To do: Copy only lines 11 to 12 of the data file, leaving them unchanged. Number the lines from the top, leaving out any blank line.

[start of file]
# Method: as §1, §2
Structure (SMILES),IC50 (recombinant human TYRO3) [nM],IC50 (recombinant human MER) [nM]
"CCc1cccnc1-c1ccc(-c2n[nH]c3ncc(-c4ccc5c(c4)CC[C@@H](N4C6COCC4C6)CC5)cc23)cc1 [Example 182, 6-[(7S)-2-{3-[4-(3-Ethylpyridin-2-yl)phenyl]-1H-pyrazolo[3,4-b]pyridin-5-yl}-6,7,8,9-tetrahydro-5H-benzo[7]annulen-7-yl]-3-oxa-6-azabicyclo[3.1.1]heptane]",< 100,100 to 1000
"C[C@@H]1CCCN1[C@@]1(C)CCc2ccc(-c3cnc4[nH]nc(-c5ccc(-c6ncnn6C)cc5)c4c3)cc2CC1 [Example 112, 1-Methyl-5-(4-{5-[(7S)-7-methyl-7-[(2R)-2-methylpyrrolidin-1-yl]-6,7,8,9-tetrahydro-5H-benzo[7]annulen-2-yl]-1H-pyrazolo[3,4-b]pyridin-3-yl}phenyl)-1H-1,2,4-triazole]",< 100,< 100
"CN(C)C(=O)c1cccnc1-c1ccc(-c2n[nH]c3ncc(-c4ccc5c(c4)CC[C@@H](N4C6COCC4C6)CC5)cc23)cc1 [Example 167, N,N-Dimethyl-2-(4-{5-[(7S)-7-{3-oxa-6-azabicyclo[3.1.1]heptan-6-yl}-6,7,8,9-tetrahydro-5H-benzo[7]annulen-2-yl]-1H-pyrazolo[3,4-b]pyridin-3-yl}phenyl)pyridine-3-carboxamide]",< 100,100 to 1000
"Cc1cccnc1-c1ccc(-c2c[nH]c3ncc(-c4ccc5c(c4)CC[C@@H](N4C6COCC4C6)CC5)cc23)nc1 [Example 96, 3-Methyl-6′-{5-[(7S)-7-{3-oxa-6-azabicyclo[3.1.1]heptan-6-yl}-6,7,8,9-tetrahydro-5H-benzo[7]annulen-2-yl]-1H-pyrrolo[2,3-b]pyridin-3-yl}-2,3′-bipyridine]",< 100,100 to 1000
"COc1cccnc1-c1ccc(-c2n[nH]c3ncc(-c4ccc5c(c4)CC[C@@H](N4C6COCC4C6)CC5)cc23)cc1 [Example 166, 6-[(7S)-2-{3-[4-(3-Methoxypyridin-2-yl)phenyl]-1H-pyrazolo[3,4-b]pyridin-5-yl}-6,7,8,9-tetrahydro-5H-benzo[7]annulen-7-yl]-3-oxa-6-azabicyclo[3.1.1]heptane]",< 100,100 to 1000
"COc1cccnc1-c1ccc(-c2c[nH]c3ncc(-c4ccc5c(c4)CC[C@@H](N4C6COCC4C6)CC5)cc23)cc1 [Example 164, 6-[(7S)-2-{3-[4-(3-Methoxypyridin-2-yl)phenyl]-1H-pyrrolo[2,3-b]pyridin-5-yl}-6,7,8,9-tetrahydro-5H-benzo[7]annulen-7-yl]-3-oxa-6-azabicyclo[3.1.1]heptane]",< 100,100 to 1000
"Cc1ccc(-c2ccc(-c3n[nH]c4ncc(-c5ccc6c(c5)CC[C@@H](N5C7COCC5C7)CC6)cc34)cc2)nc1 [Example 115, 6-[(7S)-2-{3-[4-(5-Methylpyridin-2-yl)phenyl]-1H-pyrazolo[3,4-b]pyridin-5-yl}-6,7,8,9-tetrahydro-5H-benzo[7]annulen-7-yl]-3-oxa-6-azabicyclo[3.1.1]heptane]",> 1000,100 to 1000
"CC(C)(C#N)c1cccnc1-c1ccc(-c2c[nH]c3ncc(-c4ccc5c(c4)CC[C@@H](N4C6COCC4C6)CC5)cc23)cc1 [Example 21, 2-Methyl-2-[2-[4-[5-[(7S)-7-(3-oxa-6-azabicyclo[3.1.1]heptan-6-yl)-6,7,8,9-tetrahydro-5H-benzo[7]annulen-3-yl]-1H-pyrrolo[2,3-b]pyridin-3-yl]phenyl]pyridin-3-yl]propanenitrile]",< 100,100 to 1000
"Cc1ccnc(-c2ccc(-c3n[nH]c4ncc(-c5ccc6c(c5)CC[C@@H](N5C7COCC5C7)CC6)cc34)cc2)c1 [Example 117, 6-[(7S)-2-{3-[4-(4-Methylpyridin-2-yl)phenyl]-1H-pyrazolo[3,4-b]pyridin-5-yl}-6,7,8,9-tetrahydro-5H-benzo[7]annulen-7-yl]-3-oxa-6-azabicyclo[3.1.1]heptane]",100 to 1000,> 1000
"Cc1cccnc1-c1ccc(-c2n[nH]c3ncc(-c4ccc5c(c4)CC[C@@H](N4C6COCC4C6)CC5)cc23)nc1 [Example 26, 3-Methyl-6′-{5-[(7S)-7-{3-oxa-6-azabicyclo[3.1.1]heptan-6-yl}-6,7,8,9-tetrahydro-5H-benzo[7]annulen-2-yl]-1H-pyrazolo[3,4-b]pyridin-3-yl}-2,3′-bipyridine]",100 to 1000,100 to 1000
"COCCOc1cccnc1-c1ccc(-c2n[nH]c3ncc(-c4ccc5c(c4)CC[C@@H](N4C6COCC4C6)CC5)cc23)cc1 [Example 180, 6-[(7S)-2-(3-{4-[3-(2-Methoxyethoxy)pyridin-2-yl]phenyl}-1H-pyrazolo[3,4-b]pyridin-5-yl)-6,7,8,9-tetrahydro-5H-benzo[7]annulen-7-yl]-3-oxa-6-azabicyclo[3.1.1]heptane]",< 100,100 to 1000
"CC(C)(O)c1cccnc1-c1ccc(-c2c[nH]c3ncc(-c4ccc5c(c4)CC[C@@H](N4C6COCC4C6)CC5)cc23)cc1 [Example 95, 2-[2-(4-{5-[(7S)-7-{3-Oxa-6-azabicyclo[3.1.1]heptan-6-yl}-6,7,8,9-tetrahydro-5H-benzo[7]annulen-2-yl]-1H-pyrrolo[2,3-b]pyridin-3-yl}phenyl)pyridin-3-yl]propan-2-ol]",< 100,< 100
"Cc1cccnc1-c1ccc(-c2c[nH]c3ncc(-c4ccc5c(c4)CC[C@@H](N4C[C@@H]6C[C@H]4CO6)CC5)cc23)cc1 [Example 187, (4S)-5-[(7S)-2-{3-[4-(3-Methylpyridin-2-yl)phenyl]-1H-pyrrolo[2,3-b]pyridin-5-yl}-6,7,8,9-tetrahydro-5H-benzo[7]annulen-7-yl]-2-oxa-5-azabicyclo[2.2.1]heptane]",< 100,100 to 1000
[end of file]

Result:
"Cc1ccnc(-c2ccc(-c3n[nH]c4ncc(-c5ccc6c(c5)CC[C@@H](N5C7COCC5C7)CC6)cc34)cc2)c1 [Example 117, 6-[(7S)-2-{3-[4-(4-Methylpyridin-2-yl)phenyl]-1H-pyrazolo[3,4-b]pyridin-5-yl}-6,7,8,9-tetrahydro-5H-benzo[7]annulen-7-yl]-3-oxa-6-azabicyclo[3.1.1]heptane]",100 to 1000,> 1000
"Cc1cccnc1-c1ccc(-c2n[nH]c3ncc(-c4ccc5c(c4)CC[C@@H](N4C6COCC4C6)CC5)cc23)nc1 [Example 26, 3-Methyl-6′-{5-[(7S)-7-{3-oxa-6-azabicyclo[3.1.1]heptan-6-yl}-6,7,8,9-tetrahydro-5H-benzo[7]annulen-2-yl]-1H-pyrazolo[3,4-b]pyridin-3-yl}-2,3′-bipyridine]",100 to 1000,100 to 1000